In some cases, a tongue tie makes it hard to pronounce certain speech sounds clearly. Other signs of a tongue tie can include: 

  • Difficulty lifting the tongue to the upper teeth

  • Trouble moving the tongue side to side

  • Difficulty sticking the tongue out past the lower front teeth

  • A tongue that looks notched or heart-shaped when it’s stuck out

  • Difficulty chewing age-appropriate solid foods

  • Gagging or choking on foods

  • Pocketing or holding food in the cheeks

How can speech therapy help a lazy tongue?

Is it possible to fix a lazy tongue? When a person has concerns about a lazy, weak, or tired tongue, it’s a good idea to schedule a speech evaluation. The speech therapist will perform an assessment to determine the cause of the tongue problem and what kind of treatment is best. They can also make a referral to other professionals as needed, such as a doctor or dentist.

Speech therapy sessions will look different depending on the clinical diagnosis of the “lazy tongue.”

Speech therapy for dysarthria

For dysarthria, the speech therapist will develop a personalized treatment plan designed to help the person regain normal speech and meet their communication goals. The speech therapist will help the person:

  • Strengthen their speech muscles

  • Increase the movement of their lips and tongue

  • Clearly articulate words for clearer speech

  • Adjust the rate and pace at which they talk

  • Increase breathing support for louder speech

  • Practice communicating in real-life situations

If someone has severe dysarthria that significantly affects their ability to communicate, the speech therapist may recommend alternative communication methods. These can include using visual cues, writing, and gestures to get your message across, as well as a computer or electronic device. These tools are referred to as augmentative and alternative communication (AAC).

Speech therapy for a lisp

For a lisp, speech therapy will focus on helping the person learn the correct tongue position to make speech sounds, such as /s/ or /z/. Speech therapy for a lisp will help the person:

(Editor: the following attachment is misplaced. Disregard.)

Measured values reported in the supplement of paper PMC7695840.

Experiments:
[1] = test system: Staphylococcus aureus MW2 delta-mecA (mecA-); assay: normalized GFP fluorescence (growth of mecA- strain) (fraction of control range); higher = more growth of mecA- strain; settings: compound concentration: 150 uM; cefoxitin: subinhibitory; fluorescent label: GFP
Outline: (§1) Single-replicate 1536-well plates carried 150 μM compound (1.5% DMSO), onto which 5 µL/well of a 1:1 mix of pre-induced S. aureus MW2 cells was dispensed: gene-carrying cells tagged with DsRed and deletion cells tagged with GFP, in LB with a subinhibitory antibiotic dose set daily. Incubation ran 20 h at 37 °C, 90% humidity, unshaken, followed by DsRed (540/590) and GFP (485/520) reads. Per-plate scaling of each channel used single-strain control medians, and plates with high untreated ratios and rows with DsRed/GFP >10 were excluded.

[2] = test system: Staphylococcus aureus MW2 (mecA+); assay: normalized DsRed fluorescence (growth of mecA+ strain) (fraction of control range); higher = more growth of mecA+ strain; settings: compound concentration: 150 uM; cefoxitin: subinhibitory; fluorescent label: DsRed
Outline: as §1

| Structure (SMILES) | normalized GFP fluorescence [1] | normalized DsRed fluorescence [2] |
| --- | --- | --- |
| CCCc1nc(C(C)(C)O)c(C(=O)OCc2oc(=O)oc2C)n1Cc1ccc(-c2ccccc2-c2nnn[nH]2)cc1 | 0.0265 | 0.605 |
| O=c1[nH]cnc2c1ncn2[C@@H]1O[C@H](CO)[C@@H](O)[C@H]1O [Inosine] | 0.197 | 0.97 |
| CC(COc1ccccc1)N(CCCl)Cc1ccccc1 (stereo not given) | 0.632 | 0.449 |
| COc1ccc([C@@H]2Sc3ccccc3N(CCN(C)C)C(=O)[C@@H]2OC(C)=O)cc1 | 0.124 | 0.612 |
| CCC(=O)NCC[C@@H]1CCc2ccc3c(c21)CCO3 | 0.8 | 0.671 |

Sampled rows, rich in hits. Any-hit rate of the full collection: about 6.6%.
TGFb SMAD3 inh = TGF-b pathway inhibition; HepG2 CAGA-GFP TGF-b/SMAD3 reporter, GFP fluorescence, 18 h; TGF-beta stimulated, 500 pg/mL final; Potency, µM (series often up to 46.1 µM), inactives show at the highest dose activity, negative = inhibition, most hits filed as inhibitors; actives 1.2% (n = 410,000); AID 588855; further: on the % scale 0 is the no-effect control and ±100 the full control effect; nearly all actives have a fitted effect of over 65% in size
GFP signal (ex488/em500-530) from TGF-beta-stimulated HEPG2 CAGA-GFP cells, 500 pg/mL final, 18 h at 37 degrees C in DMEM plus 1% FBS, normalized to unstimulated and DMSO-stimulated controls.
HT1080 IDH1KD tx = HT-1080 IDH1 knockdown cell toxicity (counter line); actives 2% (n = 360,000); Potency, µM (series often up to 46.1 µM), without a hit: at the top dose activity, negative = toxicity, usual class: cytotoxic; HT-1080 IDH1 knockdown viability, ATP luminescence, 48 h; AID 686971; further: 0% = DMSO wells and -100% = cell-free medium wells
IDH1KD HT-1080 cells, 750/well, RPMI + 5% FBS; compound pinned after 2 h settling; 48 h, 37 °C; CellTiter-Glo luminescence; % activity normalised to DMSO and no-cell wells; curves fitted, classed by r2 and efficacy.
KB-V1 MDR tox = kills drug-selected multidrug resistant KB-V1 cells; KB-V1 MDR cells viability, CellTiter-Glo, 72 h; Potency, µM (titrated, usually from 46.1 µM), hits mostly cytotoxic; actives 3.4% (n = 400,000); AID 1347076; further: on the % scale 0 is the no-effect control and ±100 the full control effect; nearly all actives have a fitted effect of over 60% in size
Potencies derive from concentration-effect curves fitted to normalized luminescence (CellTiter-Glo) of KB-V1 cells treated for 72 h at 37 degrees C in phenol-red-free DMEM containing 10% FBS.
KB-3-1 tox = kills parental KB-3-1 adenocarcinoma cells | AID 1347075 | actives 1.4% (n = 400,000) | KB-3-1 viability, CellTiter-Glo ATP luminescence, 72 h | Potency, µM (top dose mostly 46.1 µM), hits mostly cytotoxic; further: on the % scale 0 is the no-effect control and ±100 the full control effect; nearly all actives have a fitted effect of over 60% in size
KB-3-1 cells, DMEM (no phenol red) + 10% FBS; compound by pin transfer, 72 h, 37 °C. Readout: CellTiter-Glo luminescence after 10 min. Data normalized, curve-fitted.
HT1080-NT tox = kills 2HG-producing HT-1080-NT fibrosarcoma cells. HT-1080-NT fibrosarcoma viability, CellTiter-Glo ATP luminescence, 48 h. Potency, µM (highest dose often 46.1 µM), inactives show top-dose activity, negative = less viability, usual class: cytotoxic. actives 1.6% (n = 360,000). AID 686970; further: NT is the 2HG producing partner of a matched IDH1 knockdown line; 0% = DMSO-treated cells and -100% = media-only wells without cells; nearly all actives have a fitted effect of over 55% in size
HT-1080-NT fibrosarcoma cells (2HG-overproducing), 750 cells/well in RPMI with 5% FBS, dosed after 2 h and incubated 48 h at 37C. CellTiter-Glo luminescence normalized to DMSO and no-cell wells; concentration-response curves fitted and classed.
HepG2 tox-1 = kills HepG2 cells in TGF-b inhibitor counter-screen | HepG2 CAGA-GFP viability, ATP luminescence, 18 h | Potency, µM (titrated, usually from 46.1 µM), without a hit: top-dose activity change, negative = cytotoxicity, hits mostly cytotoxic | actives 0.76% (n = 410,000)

• Better understand where they’re placing their tongue when speaking

  • Hear and recognize the difference between correct and incorrect pronunciation of sounds and syllables

  • Correctly make the target sounds they’re struggling to pronounce

  • Correctly pronounce more complex language, such as consonant and vowel combinations, structured and spontaneous sentences, and more

  • Practice using these correct pronunciations in real-life settings outside of therapy sessions

Speech therapy for a tongue tie

Now let’s talk about tongue ties. If a person with a tongue tie has speech problems, a speech therapist can try to help the person improve their speech sounds before any tongue-tie surgery is recommended. The speech therapist will assess whether the person can make certain sounds after they’re given instruction, or if they are physically unable to do it because of a tongue tie. The speech therapist may recommend following up with a doctor or dentist to discuss tongue-tie surgery.

It’s important to know that speech therapy may still be needed after surgery to continue learning to make the sounds that were affected by the tongue tie. 

Speech therapists are trained and licensed to work with a range of communication issues. If you or a loved one seems to have symptoms of a lazy tongue, schedule a speech evaluation. You can also schedule a free consultation call with a licensed speech therapist at Expressable. We’ll be glad to answer your questions and talk about next steps!